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Your presentation is imminent.

 

Are you nervous ? Of course you are. It’s perfectly natural. 75% of the population is said to be fearful of public speaking.

 

But why are you nervous ? What do you fear ? Perhaps you’re anxious that you’ll forget your words, or stumble or falter. Maybe you fear that your words and your message will not be considered to be of any great value by your audience. Perhaps you’re not confident of the technology you’re using. Or you fear that you’ll trip, or shake, or that your legs will turn to jelly. You’ll likely be anxious about all eyes being on you, and you being found wanting.

 

Are your fears reasonably valid ? Well, yes – they are. You might forget your words. You could well stumble through sections of your speech. You might be judged harshly by a critical audience. Your technological choices might fail you. Your hands might shake, and your legs might feel as if they’re about to give way under you.

 

But, despite the real possibility of disaster, the fact is that you have the power to ensure that you SUCCEED. Everything you fear can be identified and dealt with BEFORE your speech. If you do this, you should be able to change your feeling of extreme nervousness to mild, but confident, apprehension. As your confidence grows with repeated presentations, you might even be able to identify your nervousness as excitement – put a positive spin on those butterflies, and put your adrenalin to constructive work, engaging with your audience !

 

But it’s not easy, is it ? I offer you the following tips to help you. They’re straightforward, but worth following. (I speak from many years of experience.)

 

Prepare your speech with your audience in mind. Find out about your audience. Who are they ? Why will they be there ? What do they care about ? Constantly ask yourself “Will this be of interest, or be relevant, to my audience ?” If the answer is no, you need to go back to the drawing board. Once your speech is crafted to cater to your audience’s needs and interests, you will not be anxious that what you say might have no value – you will, instead, be confident of its value !

 

Structure your speech so that it flows, and so that you recognise the milestones as you go through it. This helps with memorising, and, most importantly, also with your audience being able to follow your logic as your deliver your speech.. (Remember not to have more than 3, and a maximum of 5, key points !)

 

Visit the venue beforehand if possible. Or, at least, research it. You need to be able to visualise where you will be standing relative to your audience. You need to know whether you will need a mike, whether there’s a lectern, whether there’s a data projector, whether you need a long lead, etc. You need to be able to prepare for all the logistics of the presentation. You’ll need to be familiar with all of your requirements. Once you have prepared, you will have dealt with an aspect that you might well have been worrying about.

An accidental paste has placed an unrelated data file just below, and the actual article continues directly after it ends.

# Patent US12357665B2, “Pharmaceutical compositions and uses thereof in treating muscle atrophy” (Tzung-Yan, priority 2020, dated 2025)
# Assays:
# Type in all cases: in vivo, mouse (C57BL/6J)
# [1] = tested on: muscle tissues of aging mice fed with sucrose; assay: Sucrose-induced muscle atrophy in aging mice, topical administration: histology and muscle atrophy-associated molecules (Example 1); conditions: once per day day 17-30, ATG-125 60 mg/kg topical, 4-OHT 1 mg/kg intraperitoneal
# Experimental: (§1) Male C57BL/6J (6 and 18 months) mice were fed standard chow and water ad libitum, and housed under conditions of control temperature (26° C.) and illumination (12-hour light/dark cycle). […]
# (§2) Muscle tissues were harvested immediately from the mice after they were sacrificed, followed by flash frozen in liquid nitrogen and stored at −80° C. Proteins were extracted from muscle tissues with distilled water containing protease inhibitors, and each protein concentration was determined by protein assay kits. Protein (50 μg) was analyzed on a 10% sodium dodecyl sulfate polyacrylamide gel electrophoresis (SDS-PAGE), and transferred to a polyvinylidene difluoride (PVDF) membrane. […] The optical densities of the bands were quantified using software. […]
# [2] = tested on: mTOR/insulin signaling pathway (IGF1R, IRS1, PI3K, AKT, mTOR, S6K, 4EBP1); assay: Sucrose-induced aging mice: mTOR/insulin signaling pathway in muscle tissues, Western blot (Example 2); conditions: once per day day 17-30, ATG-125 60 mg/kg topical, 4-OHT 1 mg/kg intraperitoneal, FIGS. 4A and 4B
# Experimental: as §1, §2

Rehearse your speech numerous times. Rehearse it as you intend to present it. If you are going to use slides, rehearse using these, if you are going to use notes, rehearse with your notes, etc. If you plan to talk completely from memory, rehearse until you can do this COMFORTABLY. Rehearse OUT LOUD. Time yourself, and be sure that your delivery fits within the allocated time. Record yourself – preferably using a video camera, but use a voice recorder on your phone, at the least. Understand how you look and how you sound, and improve both if need be. If you have an honest friend or relative, rehearse in front of them. Take their constructive feedback on board.

 

Learn to belly breathe. Breathe before and during your speech. Make sure your brain is getting a good dose of oxygen.

 

Turn your nervous energy into gestures. Let your body help you dissipate the tension you’re feeling. (Keep the gestures natural though ! But don’t keep your body stiff. You’ll look strange, and you’ll feel more and more anxious.)

 

Stand tall. When your posture is confident, you will find that you feel more confident. (Keep your shoulders relaxed though – don’t let them creep up to your ears !)

 

Focus on friendly faces. Talk to each individual. Talking to a mass of people becomes impersonal. Remember that you are talking to individuals. Make eye contact. Be as conversational as you can be. You will definitely feel more relaxed. You might even manage a smile !

 

Visualise success. Do you think top sportspeople or musicians see themselves failing when they imagine their next performance ? No. They see themselves performing at their all-time best. Why don’t you do the same ? If it works for you, create a mantra, and say it. Or write it down and put it where you can see it. Keep your end goal in mind. For example, you might say “The audience will be inspired by my speech on Friday”, or “My staff will really buy into the need to cut costs after my presentation”. (Don’t craft your goal in terms of yourself – it’s all about getting a message across to the audience, after all.)

 

No nerves are never a good thing. A high level of caring about delivering well on your audience’s expectations is always helpful.

 

Have fun !